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Wednesday, July 16, 2003

Is Music Worse Off Than Poetry Or Dance?

By Michael Parkhurst

A brief response to your "Requiem" for classical music ("WHY CLASSICAL MUSIC HAS FALLEN OFF THE CULTURAL LITERACY MENU"):

Disclaimer: Iím NOT a practicing arts professional and know barely enough  about any of the arts to be dangerous. As will be apparent shortly!

While I agree with much of what you said in the essay, itís worth pointing out a couple of obvious things that often get lost in a discussion like this one. As you rightly acknowledge, any meaningful appreciation of the arts requires some kind of training or education. However, the number of people who have ever had the luxury of acquiring that training Ė to understand what the heck is going on in a symphony or distinguish between a sonata and a cantata Ė has *always* been relatively limited. (Hasnít it?)

Iím curious if there isnít a much larger educated audience for serious music (both in relative and abstract terms) than ever before. I suspect there is, but maybe Iím wrongÖ

Secondly, very few of us get much of an education in what you might call the grammar and vocabulary of ANY of the arts. We Ė I mean the vast majority of Americans, definitely including myself! Ė are *at least* as ignorant about painting, literature, drama, sculpture, dance, architecture etc. as we are about music.

But there are some real differences among the arts, and itís interesting to consider what makes music particularly inaccessible for us modern philistines. I can look at a 16th Century painting and be dimly aware that there are dozens of symbols that I canít recognize, but that are absolutely intrinsic to whatís going on in the painting Ė in the same way that I am dimly aware that there is a formidable set of theoretical decisions driving the Bach piece Iím listening to that are totally beyond my current understanding.

Same with modern painting, film, etc.: if I have any self-awareness, I know I donít really know what the heck Chagall is doing or why; and thatís all the more true with Charles Ives. But for some reason hardly anybody would admit they donít know who Chagall is, but wouldnít necessarily lose sleep over confusing Ives with Barber (if I understand your essay aright).

So letís think about this a little more: There are a couple of very different things going on when we talk about "accessibility"; one is what Iíve been discussing - the formal complexity and historical context that have to be mastered to "appreciate" the work in any meaningful sense. I think itís relatively safe to say that all art is relatively inaccessible in that sense.

Indeed, Iíd suggest that is one of the defining markers of art: that it requires and rewards (intentionally, intrinsically) effort, attention and knowledge of its history and context to be very meaningful at all.

So Bach is just as inaccessible in that sense as Elliott Carter. Then thereís accessibility in terms of enjoyment Ė Bachís work is "accessible" in a way that Carter is not. And here we run up against something about music that seems to me to be very special.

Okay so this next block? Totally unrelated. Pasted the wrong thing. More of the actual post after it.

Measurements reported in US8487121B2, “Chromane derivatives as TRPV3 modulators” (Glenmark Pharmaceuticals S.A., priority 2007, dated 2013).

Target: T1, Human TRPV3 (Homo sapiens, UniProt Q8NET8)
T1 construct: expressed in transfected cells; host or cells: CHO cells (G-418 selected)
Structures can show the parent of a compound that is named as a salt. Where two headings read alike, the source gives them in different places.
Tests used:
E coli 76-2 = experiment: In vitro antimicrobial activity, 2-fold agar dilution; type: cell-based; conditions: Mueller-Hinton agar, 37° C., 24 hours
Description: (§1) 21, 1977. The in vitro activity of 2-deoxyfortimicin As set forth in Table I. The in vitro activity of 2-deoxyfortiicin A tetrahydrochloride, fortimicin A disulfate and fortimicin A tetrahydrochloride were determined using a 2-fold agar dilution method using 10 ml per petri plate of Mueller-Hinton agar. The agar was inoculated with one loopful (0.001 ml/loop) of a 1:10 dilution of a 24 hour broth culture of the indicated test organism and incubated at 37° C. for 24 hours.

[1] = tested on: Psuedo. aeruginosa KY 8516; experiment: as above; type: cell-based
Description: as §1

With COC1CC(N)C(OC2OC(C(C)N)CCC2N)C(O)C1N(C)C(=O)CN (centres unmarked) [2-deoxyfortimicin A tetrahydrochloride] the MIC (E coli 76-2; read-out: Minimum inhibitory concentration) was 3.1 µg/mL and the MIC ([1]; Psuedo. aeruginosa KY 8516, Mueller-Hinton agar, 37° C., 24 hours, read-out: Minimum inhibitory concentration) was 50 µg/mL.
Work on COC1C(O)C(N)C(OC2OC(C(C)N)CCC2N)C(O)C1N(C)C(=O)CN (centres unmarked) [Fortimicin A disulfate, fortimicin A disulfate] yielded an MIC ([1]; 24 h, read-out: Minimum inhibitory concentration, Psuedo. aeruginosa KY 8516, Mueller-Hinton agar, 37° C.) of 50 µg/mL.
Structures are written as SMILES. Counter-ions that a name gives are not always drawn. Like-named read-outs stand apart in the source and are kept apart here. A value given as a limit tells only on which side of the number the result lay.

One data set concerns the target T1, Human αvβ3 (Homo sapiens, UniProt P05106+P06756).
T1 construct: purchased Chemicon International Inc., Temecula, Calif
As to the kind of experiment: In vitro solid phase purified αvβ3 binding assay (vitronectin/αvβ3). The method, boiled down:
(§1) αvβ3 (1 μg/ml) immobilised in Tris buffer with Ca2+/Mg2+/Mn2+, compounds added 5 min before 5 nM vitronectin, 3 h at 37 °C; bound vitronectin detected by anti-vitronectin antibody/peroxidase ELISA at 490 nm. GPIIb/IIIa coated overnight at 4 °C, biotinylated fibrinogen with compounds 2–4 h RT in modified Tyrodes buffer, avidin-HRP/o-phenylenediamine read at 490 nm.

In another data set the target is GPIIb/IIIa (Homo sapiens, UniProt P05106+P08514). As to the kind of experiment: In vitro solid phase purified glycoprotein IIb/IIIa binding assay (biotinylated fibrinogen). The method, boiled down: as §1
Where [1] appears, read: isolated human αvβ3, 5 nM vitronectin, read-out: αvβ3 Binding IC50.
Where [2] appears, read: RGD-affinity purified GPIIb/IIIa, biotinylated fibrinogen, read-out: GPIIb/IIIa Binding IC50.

Arguably all the arts, but certainly painting, literature and music (to pick three) all veered sharply away in the twentieth century (or had influential movements that did) from "accessibility" in the second sense. In a sense it became one of the signifiers of an intent to produce "serious" art to reject popular accessibility.

But some art forms got farther away from the public than others; it wasnít long before stuff that looks like Kandinsky or Pollock found its way to the walls of tonier banks and insurance companies. People evince great respect for modernist fiction like Joyce, even if very few people actually made it through "Ulysses." But your essay neatly puts its finger on something very interesting: from at least the mid-twentieth century on, it seems like itís perfectly ok NOT to know anything about music, in a way that is definitely hard to imagine for some of the other arts.

Returning to your original question: why the heck is that? Well, I donít know for sure. I started to say itís because musical experience Ė however much it resembles mathematics in its purity and elegance on the page Ė is incredibly intimate in a way other arts are not. But then, reading literature is at least as intimate, and so probably is film. Am I more likely to stick with a "challenging" film or novel and try to "get something out of it" than I am to grit my teeth and sit still for what feels like an aural assault?

If much of twentieth century art is (among other things) a renunciation of Beauty, then we shouldnít be surprised that only people that have to (for professional or neurotic-compulsive reasons) do listen to some of the most highly-regarded recent music.

Still, thereís some very lovely music out there Ė why isnít John Adams a household name, but Franzen is? Is it simply Ö marketing? You certainly asked one of the key questions: what would it take to make a "splash" in music that registered in the culture at large? Would you say somebody like Philip Glass does that when he scores films & operas? Adams when people discuss what they see as anti-semitism in Klinghoffer?

The more I think about this, the more I wonder if I havenít come full circle on myself. Is serious music any farther out of the cultural conversation than say, poetry or dance?

Michael Parkhurst

Portland, Oregon

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